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  • The quiet legacy of Elisha Larson

  • The surest way to be forgotten is to not stick around the old neighborhood and just quietly get out of town.
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    • If you go
      Larson Creek is lined with the shaded pathways that give hikers and bikers a chance to experience nature in the middle of the city.
      You'll find access to the pathways just beyond the parking lot...
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      If you go
      Larson Creek is lined with the shaded pathways that give hikers and bikers a chance to experience nature in the middle of the city.

      You'll find access to the pathways just beyond the parking lots to the south of East Barnett Road in Medford.

      If you'd like to see Larson's property and the small, plowed field on the 1854 survey map, see www.blm.gov/or/landrecords/survey/ySrvy1.php. You'll be searching for Township 37 South, Range 1 West, Section 35. Click on the 1885 "Cadastral Survey" and enjoy a look at our valley circa 1854.
  • The surest way to be forgotten is to not stick around the old neighborhood and just quietly get out of town.
    That's exactly what happened to Elisha Larson, the man who gave Larson Creek in Medford its name.
    Eventually flowing into Bear Creek, Larson Creek is in southeast Medford, nearly paralleling Barnett Road.
    Elisha Larson was born in Norway in about 1820, when Norway was still a part of the Swedish Kingdom. He emigrated to the United States in 1838, from Stavanger on the west coast of Norway, and moved to Wisconsin, where he farmed. The Portage County, Wis., historical society believes Larson was the first Norwegian to settle in that portion of the state. He applied for citizenship in April 1846 and two years later married Margaret, also a native of Norway.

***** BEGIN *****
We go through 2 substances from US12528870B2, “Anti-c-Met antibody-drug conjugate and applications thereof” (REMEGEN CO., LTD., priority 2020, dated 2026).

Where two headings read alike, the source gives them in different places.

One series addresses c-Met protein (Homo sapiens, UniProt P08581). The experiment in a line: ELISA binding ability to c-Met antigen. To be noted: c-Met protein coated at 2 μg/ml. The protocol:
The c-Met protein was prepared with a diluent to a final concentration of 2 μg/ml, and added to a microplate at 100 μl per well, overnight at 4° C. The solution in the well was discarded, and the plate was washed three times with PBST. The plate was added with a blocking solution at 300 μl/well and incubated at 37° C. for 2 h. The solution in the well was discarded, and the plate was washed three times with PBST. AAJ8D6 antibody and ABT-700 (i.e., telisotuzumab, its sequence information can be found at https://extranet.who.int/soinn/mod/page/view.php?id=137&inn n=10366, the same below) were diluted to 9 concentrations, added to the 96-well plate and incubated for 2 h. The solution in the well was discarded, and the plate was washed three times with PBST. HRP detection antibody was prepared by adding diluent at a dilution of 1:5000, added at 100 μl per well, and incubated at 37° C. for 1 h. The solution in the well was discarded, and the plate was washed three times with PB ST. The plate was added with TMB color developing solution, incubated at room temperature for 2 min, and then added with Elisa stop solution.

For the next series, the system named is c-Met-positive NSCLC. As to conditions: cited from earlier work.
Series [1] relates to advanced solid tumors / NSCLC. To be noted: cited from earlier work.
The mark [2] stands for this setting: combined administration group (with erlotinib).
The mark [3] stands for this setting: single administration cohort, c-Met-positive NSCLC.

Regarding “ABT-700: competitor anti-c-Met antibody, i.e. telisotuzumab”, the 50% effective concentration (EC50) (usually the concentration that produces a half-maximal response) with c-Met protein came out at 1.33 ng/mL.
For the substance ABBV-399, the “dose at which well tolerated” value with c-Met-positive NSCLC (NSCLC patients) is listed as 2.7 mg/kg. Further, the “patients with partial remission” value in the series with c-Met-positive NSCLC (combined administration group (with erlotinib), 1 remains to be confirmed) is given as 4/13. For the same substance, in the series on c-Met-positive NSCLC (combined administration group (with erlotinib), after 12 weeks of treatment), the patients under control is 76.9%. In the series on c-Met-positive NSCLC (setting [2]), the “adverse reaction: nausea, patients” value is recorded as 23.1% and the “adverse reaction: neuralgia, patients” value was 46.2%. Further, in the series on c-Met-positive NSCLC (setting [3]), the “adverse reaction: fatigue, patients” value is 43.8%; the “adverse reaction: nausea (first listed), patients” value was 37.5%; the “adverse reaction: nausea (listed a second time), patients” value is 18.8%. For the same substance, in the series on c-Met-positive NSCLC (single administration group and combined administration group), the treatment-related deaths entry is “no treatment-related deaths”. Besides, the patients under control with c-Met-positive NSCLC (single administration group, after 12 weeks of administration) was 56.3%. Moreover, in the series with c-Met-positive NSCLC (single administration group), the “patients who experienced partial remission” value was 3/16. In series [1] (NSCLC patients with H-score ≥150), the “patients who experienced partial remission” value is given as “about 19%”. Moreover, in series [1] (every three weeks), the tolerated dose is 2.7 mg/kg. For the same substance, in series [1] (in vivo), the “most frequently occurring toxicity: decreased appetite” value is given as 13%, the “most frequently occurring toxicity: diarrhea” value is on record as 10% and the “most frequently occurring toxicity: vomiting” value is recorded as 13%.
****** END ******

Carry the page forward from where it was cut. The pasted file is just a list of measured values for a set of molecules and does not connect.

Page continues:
In the fall of 1853, Larson staked his Donation Land Claim near the source of the creek that now bears his name, on the slopes of Mount Baldy, east of today's North Phoenix Road. A drawing representing his plowed field appears on the 1854 survey map of Jackson County.
    Larson and his wife and child arrived at a very inconvenient time, almost in the middle of the first Rogue River Indian War. Even though they were somewhat isolated from most of the settlers who were scattered throughout the area, the Larsons suffered no injury.
    For 13 years, he farmed in the valley and his family grew to seven children. Beyond farming, nothing else is known of the family's stay here.
    In April 1866, Elisha Larson sold his land claim to an S.C. Taylor for $700, packed up and headed for Southern California.
    In Ventura County, near Santa Paula, Larson purchased at least two parcels of land. One of them was a 150-acre parcel on the old Mexican Rancho Santa Paula y Saticoy. He built a house and barn on the land, planted some corn and barley, and raised hogs and dairy cattle. He also planted trees, including a large almond orchard.
    A year after they settled in, another son was born, a birth that may have taken Margaret's life. By the 1870 census, she's gone.
    In 1879, Larson sold his Santa Paula property for $6,000. He had remarried to a native of Sweden and had fathered another son. He and his family moved south to San Jacinto, a new town in northern San Diego County.
    His second marriage ended in divorce in 1888, and Larson died three years later.
    One of the sad things about local history is that most of the credit always goes to those who stay put and establish long family lines in an area. Too often, those who choose to move on, people such as Elisha Larson, are quickly forgotten; and no matter how much or how little they did for an area, nobody seems to care.
    Whether he knew it or not, Elisha Larson was here early and long enough to leave his name on the local map. That should mean something — shouldn't it?
    Writer Bill Miller lives in Shady Cove. Reach him at newsmiller@live.com.
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